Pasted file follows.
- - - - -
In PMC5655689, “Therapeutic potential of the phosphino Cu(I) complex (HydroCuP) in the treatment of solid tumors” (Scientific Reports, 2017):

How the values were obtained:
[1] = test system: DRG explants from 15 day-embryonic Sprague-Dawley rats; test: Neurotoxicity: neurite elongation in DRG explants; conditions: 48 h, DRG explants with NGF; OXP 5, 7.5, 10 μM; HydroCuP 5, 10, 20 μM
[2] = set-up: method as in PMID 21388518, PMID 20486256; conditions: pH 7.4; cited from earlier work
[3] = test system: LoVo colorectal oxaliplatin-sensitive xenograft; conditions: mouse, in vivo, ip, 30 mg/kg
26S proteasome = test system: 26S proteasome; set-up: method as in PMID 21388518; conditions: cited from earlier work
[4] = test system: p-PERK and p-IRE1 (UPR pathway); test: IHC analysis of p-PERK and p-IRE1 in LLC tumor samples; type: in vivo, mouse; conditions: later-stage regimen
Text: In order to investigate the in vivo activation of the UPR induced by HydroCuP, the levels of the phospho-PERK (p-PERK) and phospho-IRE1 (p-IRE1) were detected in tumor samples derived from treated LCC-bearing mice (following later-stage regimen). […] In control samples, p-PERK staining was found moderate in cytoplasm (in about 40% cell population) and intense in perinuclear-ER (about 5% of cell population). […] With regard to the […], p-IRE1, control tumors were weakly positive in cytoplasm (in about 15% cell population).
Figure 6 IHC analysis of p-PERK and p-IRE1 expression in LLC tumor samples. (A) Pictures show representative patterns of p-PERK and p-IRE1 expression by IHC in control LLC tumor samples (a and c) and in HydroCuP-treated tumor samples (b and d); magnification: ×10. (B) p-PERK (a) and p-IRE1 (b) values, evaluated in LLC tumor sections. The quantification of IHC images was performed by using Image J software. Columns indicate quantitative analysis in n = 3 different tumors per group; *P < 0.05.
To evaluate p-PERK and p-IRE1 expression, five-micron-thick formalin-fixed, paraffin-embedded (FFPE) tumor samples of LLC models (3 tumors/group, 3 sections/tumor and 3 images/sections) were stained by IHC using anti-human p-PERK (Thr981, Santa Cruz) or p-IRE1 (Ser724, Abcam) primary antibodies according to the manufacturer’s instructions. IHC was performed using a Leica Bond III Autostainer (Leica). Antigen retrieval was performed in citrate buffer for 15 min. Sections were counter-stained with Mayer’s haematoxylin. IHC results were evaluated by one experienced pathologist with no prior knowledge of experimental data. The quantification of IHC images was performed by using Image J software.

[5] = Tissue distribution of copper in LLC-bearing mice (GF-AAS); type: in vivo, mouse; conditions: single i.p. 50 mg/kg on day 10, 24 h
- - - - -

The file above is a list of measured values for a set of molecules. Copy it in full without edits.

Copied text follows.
In PMC5655689, “Therapeutic potential of the phosphino Cu(I) complex (HydroCuP) in the treatment of solid tumors” (Scientific Reports, 2017):

How the values were obtained:
[1] = test system: DRG explants from 15 day-embryonic Sprague-Dawley rats; test: Neurotoxicity: neurite elongation in DRG explants; conditions: 48 h, DRG explants with NGF; OXP 5, 7.5, 10 μM; HydroCuP 5, 10, 20 μM
[2] = set-up: method as in PMID 21388518, PMID 20486256; conditions: pH 7.4; cited from earlier work
[3] = test system: LoVo colorectal oxaliplatin-sensitive xenograft; conditions: mouse, in vivo, ip, 30 mg/kg
26S proteasome = test system: 26S proteasome; set-up: method as in PMID 21388518; conditions: cited from earlier work
[4] = test system: p-PERK and p-IRE1 (UPR pathway); test: IHC analysis of p-PERK and p-IRE1 in LLC tumor samples; type: in vivo, mouse; conditions: later-stage regimen
Text: In order to investigate the in vivo activation of the UPR induced by HydroCuP, the levels of the phospho-PERK (p-PERK) and phospho-IRE1 (p-IRE1) were detected in tumor samples derived from treated LCC-bearing mice (following later-stage regimen). […] In control samples, p-PERK staining was found moderate in cytoplasm (in about 40% cell population) and intense in perinuclear-ER (about 5% of cell population). […] With regard to the […], p-IRE1, control tumors were weakly positive in cytoplasm (in about 15% cell population).
Figure 6 IHC analysis of p-PERK and p-IRE1 expression in LLC tumor samples. (A) Pictures show representative patterns of p-PERK and p-IRE1 expression by IHC in control LLC tumor samples (a and c) and in HydroCuP-treated tumor samples (b and d); magnification: ×10. (B) p-PERK (a) and p-IRE1 (b) values, evaluated in LLC tumor sections. The quantification of IHC images was performed by using Image J software. Columns indicate quantitative analysis in n = 3 different tumors per group; *P < 0.05.
To evaluate p-PERK and p-IRE1 expression, five-micron-thick formalin-fixed, paraffin-embedded (FFPE) tumor samples of LLC models (3 tumors/group, 3 sections/tumor and 3 images/sections) were stained by IHC using anti-human p-PERK (Thr981, Santa Cruz) or p-IRE1 (Ser724, Abcam) primary antibodies according to the manufacturer’s instructions. IHC was performed using a Leica Bond III Autostainer (Leica). Antigen retrieval was performed in citrate buffer for 15 min. Sections were counter-stained with Mayer’s haematoxylin. IHC results were evaluated by one experienced pathologist with no prior knowledge of experimental data. The quantification of IHC images was performed by using Image J software.

[5] = Tissue distribution of copper in LLC-bearing mice (GF-AAS); type: in vivo, mouse; conditions: single i.p. 50 mg/kg on day 10, 24 h